Publication date: 12 December 2017

Abstract

Details

The Ethics of Online Research
Type: Book
ISBN: 978-1-78714-486-6

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Article
Publication date: 18 January 2008

H.G.A. Hughes

Abstract

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Reference Reviews, vol. 22 no. 1
Type: Research Article
ISSN: 0950-4125

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Article
Publication date: 28 October 1990

Kenneth J. Calhoun and Albert L. Lederer

A key to the effective implementation of strategic plans is the communication of the strategic plans to executives in functional areas. A study of eighteen organizations…

Abstract

A key to the effective implementation of strategic plans is the communication of the strategic plans to executives in functional areas. A study of eighteen organizations revealed that their functional executives’ knowledge of the strategic plan was closely tied to their corporate planners’ assessment of the quality of the communication of the plan. In contrast, the functional executives’ knowledge was not so closely tied to the planners’ assessment of merely the quality of the business plan itself.Different organizations use different communication tactics. These tactics suggest practical actions to enable strategic planners to improve the communication of their plans.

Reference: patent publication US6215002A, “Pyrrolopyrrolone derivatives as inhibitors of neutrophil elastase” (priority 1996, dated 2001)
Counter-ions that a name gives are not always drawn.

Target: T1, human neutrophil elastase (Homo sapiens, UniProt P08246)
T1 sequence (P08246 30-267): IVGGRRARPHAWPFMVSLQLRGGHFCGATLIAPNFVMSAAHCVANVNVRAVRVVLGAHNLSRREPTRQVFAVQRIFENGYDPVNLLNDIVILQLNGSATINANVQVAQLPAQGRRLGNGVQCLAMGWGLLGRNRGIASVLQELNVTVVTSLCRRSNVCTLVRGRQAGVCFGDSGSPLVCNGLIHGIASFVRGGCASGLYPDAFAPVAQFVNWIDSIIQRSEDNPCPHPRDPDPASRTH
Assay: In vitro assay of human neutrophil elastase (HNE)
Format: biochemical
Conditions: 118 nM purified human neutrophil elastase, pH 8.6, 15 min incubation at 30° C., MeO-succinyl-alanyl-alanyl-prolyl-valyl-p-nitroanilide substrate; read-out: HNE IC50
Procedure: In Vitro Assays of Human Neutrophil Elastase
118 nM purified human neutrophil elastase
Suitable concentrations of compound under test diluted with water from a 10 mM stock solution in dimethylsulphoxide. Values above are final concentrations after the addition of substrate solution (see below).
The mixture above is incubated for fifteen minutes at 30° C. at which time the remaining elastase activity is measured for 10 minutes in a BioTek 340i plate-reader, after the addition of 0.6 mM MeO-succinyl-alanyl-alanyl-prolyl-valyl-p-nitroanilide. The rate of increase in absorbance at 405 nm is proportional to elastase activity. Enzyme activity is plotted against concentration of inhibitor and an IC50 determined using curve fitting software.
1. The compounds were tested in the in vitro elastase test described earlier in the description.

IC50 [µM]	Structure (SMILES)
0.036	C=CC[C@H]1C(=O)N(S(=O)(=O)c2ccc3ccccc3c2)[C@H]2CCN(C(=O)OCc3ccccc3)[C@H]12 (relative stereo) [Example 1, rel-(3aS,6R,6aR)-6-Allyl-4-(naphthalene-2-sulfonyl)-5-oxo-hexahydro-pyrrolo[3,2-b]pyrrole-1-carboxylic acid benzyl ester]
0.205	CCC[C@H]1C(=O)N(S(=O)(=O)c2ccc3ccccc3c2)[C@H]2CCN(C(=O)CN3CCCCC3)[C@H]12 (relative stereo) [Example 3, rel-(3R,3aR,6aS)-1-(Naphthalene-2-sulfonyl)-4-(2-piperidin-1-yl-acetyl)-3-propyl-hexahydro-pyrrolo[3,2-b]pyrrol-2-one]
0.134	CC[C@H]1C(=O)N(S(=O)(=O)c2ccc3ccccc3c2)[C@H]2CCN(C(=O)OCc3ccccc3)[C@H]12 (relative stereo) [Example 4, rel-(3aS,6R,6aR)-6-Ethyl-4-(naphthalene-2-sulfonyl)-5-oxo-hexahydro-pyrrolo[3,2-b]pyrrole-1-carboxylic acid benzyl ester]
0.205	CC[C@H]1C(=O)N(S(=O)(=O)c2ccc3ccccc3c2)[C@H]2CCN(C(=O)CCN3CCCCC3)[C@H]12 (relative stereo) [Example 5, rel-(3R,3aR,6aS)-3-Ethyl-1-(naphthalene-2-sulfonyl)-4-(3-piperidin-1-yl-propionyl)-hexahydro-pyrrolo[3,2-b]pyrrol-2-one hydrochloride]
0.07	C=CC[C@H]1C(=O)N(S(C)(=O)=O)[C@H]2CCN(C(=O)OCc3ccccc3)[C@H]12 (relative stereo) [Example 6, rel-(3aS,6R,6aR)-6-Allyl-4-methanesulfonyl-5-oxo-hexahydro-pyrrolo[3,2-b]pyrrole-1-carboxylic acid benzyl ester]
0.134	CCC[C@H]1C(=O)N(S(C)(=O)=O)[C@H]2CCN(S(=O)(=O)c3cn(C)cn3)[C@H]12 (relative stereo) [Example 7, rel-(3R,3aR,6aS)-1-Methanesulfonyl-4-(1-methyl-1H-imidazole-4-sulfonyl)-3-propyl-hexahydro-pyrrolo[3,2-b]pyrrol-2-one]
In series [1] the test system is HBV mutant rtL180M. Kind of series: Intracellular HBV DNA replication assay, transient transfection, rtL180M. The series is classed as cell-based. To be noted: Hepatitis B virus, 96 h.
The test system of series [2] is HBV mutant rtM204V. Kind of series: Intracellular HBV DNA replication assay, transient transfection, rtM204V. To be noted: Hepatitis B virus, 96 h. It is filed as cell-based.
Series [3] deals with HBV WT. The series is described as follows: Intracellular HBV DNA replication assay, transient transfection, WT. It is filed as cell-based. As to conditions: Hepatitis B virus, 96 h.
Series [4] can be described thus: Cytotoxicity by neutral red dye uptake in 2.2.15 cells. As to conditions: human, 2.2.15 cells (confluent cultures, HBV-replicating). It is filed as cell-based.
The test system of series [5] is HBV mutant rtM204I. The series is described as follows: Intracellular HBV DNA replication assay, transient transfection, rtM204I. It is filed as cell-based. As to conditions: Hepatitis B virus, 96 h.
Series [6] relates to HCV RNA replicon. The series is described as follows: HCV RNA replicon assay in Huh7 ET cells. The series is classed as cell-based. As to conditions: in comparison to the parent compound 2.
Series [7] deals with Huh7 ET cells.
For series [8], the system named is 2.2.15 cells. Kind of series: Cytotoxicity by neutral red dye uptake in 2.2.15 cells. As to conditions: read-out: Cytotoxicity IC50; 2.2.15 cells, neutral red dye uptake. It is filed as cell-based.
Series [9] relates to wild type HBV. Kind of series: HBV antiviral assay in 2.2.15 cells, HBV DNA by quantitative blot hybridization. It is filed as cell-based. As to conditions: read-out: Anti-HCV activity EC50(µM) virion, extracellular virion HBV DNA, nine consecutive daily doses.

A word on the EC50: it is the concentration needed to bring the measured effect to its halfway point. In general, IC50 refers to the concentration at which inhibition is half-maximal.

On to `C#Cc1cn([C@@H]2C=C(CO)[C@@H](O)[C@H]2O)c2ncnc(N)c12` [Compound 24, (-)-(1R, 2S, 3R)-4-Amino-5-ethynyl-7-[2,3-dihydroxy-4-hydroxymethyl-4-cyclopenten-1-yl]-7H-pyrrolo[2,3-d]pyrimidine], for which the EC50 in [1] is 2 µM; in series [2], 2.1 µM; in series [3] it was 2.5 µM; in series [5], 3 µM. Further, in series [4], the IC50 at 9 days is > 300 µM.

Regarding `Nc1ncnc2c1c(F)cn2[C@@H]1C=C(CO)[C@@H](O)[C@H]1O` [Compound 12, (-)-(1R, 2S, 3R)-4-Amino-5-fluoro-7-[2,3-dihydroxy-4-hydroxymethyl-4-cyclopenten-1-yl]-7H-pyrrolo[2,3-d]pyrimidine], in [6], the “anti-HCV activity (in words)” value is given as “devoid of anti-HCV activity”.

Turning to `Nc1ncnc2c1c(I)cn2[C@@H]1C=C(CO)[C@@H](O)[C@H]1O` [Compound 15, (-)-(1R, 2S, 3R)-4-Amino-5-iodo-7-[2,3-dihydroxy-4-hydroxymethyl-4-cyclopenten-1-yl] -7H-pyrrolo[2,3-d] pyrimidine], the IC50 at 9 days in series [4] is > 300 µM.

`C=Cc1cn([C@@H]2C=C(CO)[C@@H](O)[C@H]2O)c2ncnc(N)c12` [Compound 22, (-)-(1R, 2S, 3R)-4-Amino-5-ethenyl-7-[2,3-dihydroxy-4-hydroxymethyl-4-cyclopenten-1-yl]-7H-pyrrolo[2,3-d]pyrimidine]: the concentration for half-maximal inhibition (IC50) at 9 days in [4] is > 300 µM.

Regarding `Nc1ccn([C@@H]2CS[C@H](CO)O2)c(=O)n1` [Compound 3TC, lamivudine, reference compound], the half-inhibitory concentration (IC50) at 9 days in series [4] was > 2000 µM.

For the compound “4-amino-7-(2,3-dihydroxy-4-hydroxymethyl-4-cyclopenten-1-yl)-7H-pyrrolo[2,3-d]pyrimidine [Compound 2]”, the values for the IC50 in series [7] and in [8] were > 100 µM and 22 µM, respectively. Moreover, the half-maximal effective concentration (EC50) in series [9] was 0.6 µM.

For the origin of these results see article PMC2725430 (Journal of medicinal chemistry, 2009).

Details

American Journal of Business, vol. 5 no. 2
Type: Research Article
ISSN: 1935-5181

Keywords

Content available
Article
Publication date: 25 November 2013

Henry A Davis

Abstract

Details

Journal of Investment Compliance, vol. 14 no. 4
Type: Research Article
ISSN: 1528-5812